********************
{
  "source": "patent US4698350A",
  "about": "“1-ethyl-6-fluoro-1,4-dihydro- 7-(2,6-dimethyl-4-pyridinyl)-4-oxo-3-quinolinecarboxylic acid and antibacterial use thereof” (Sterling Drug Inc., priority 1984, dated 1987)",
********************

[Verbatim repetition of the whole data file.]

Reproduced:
{
  "source": "patent US4698350A",
  "about": "“1-ethyl-6-fluoro-1,4-dihydro- 7-(2,6-dimethyl-4-pyridinyl)-4-oxo-3-quinolinecarboxylic acid and antibacterial use thereof” (Sterling Drug Inc., priority 1984, dated 1987)",